The doctor’s office: A powerful place to advance transparency
When it comes to health care transparency – physicians are in a strong position to help raise awareness and educate their patients about health care. Why? People trust their physician. In fact, 81% of respondents said a recommendation from their primary care physician was highly likely to influence their health care decisions, compared to 58% if the recommendation came from their health plan’s customer service or transparency tool. Furthermore, 67% of consumers say they are more likely to use a health care transparency tool if their physician recommends it.
Government, payers and others who want to advance transparency in health care have much to gain from this hugely valuable – and trusted – resource. Working with physicians to help them find, understand, and share costs with their patients, educate them about what their insurance benefits mean, and participate in open conversations about health care costs and transparency might move the needle on closing the gap in education and awareness.
Make it personal
Today’s consumers expect personalization with every interaction – even in health care. More than half of survey respondents with access to health care transparency tools said they would trust these tools more if they provided meaningful personalization based on their medical history, out-of-pocket costs and provider relationships.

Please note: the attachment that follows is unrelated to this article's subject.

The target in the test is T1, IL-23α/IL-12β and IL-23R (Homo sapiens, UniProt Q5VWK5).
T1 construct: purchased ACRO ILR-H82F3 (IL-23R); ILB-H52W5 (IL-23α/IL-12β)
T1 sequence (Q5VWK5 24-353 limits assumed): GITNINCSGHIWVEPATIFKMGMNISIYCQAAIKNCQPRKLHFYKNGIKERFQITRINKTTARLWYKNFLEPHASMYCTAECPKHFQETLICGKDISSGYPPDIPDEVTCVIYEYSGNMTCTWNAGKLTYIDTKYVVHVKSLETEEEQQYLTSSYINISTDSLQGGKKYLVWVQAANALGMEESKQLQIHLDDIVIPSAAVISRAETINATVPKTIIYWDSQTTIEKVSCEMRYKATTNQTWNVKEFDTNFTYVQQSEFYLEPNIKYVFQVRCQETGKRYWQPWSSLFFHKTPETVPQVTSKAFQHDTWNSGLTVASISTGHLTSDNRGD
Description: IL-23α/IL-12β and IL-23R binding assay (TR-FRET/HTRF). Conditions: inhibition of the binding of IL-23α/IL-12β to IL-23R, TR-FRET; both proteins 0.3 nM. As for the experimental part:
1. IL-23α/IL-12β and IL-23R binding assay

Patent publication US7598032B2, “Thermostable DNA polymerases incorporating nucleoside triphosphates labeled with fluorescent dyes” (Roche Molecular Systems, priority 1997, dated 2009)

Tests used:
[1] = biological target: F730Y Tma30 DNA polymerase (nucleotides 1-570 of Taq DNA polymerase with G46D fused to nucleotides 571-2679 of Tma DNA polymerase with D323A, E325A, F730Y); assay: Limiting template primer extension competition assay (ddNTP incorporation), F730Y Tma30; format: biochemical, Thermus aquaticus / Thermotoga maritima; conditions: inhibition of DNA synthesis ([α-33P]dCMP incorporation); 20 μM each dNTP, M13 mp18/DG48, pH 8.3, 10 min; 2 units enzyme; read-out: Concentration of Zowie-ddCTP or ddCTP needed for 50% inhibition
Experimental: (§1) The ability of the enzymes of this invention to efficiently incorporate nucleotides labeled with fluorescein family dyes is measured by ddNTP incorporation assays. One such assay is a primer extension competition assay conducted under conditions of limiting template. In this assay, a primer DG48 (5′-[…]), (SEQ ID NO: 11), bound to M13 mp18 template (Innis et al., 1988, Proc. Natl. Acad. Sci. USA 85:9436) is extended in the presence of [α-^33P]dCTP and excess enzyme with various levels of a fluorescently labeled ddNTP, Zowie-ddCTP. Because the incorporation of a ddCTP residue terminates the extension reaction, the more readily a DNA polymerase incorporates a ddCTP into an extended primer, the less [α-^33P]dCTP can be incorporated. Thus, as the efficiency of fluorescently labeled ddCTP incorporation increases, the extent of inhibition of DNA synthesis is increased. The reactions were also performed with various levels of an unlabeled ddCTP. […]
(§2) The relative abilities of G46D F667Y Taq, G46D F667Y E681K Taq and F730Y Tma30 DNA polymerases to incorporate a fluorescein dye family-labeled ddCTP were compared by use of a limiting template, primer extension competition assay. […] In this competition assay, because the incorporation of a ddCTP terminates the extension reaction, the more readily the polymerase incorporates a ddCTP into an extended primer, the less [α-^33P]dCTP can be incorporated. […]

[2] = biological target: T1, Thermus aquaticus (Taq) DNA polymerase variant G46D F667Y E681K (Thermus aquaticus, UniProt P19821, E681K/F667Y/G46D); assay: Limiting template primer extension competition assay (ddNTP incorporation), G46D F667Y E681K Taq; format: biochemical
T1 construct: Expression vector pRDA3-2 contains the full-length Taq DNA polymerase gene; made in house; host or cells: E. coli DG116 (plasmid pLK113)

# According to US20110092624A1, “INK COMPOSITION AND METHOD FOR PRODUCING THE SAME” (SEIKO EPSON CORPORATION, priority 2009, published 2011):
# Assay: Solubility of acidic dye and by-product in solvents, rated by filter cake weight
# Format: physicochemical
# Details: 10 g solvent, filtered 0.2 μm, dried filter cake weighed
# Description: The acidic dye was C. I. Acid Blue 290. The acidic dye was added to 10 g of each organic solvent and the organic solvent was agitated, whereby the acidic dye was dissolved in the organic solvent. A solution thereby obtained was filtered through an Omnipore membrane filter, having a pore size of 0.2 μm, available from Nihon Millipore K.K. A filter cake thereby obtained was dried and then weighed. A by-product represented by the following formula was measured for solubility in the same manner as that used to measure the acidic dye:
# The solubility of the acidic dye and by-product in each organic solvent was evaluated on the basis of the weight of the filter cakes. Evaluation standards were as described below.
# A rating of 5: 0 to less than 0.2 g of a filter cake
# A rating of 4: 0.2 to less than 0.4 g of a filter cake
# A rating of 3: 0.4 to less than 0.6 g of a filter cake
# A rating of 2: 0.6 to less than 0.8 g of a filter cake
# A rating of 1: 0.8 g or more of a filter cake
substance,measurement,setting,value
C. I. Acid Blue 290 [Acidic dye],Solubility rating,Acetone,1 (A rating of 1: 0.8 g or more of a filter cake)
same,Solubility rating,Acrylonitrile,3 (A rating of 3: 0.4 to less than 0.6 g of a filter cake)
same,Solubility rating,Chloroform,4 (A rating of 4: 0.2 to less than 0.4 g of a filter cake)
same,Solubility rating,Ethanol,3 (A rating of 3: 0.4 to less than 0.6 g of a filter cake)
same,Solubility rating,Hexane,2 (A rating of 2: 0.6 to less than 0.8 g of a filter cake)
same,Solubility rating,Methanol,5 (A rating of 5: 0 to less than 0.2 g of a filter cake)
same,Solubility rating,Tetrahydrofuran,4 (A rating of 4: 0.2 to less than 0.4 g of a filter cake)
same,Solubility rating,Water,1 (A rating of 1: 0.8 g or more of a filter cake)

Our survey found that:
- 79% of respondents would be comfortable with health plans using their personal information to make health care recommendations
- 60% of respondents would appreciate if their health plan contacted them after provider visits to promote providers with lower rates for similar claims
- 59% of consumers would appreciate their health plan identifying diabetes risk and recommending strategies for prevention
- 54% of respondents would value personalized messaging or tasks based on recent activity, e.g. leave a review, special offers, etc.
Ultimately, consumers are more likely to act on information that is tailored to their unique circumstances. Gaining an understanding of what matters most and what information they find valuable—and in what context—is one way to support consumers with health care decisions and trusting recommendations.
While health care cost and quality transparency issues dominate the national discourse and federal policies to curb health care spending are introduced, the demand for these resources among health plans, government groups and consumers themselves will continue to grow. We’re committed to help people take charge of their health decisions and promote transparency in health care. To download the full report and review all the findings, click here.